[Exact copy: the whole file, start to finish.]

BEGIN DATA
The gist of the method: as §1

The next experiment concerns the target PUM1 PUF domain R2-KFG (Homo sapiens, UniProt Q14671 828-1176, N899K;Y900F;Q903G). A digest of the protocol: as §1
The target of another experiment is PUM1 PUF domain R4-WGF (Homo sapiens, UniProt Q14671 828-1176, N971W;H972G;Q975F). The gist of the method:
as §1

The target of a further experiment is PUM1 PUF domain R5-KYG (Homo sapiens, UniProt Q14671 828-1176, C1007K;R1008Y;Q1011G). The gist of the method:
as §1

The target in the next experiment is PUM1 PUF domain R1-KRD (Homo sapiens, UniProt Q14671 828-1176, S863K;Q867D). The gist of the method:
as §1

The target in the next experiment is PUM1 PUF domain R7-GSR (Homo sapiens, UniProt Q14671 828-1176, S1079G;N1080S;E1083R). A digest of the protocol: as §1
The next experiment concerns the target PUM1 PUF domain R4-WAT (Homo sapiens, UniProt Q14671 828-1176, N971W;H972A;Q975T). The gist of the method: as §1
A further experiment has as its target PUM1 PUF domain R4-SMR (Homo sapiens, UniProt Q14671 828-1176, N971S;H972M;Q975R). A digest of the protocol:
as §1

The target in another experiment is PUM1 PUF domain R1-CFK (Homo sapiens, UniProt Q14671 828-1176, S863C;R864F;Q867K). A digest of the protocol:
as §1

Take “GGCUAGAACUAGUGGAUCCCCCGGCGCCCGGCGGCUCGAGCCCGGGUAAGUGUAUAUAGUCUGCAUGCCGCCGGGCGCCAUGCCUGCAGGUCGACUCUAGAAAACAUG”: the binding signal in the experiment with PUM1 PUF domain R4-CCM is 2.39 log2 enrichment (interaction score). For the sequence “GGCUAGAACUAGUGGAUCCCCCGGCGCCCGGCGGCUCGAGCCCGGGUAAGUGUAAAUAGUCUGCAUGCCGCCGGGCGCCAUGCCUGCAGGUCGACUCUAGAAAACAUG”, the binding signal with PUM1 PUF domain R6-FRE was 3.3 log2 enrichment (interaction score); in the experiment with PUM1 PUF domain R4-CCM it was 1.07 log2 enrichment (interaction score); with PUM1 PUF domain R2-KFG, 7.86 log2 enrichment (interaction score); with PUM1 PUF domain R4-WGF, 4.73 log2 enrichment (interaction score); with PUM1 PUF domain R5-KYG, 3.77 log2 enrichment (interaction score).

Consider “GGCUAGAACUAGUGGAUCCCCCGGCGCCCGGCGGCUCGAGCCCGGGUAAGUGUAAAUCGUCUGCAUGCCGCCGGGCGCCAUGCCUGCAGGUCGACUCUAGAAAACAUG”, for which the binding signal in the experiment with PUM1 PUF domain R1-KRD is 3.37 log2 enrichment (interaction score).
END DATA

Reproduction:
The gist of the method: as §1

The next experiment concerns the target PUM1 PUF domain R2-KFG (Homo sapiens, UniProt Q14671 828-1176, N899K;Y900F;Q903G). A digest of the protocol: as §1
The target of another experiment is PUM1 PUF domain R4-WGF (Homo sapiens, UniProt Q14671 828-1176, N971W;H972G;Q975F). The gist of the method:
as §1

The target of a further experiment is PUM1 PUF domain R5-KYG (Homo sapiens, UniProt Q14671 828-1176, C1007K;R1008Y;Q1011G). The gist of the method:
as §1

The target in the next experiment is PUM1 PUF domain R1-KRD (Homo sapiens, UniProt Q14671 828-1176, S863K;Q867D). The gist of the method:
as §1

The target in the next experiment is PUM1 PUF domain R7-GSR (Homo sapiens, UniProt Q14671 828-1176, S1079G;N1080S;E1083R). A digest of the protocol: as §1
The next experiment concerns the target PUM1 PUF domain R4-WAT (Homo sapiens, UniProt Q14671 828-1176, N971W;H972A;Q975T). The gist of the method: as §1
A further experiment has as its target PUM1 PUF domain R4-SMR (Homo sapiens, UniProt Q14671 828-1176, N971S;H972M;Q975R). A digest of the protocol:
as §1

The target in another experiment is PUM1 PUF domain R1-CFK (Homo sapiens, UniProt Q14671 828-1176, S863C;R864F;Q867K). A digest of the protocol:
as §1

Take “GGCUAGAACUAGUGGAUCCCCCGGCGCCCGGCGGCUCGAGCCCGGGUAAGUGUAUAUAGUCUGCAUGCCGCCGGGCGCCAUGCCUGCAGGUCGACUCUAGAAAACAUG”: the binding signal in the experiment with PUM1 PUF domain R4-CCM is 2.39 log2 enrichment (interaction score). For the sequence “GGCUAGAACUAGUGGAUCCCCCGGCGCCCGGCGGCUCGAGCCCGGGUAAGUGUAAAUAGUCUGCAUGCCGCCGGGCGCCAUGCCUGCAGGUCGACUCUAGAAAACAUG”, the binding signal with PUM1 PUF domain R6-FRE was 3.3 log2 enrichment (interaction score); in the experiment with PUM1 PUF domain R4-CCM it was 1.07 log2 enrichment (interaction score); with PUM1 PUF domain R2-KFG, 7.86 log2 enrichment (interaction score); with PUM1 PUF domain R4-WGF, 4.73 log2 enrichment (interaction score); with PUM1 PUF domain R5-KYG, 3.77 log2 enrichment (interaction score).

Consider “GGCUAGAACUAGUGGAUCCCCCGGCGCCCGGCGGCUCGAGCCCGGGUAAGUGUAAAUCGUCUGCAUGCCGCCGGGCGCCAUGCCUGCAGGUCGACUCUAGAAAACAUG”, for which the binding signal in the experiment with PUM1 PUF domain R1-KRD is 3.37 log2 enrichment (interaction score).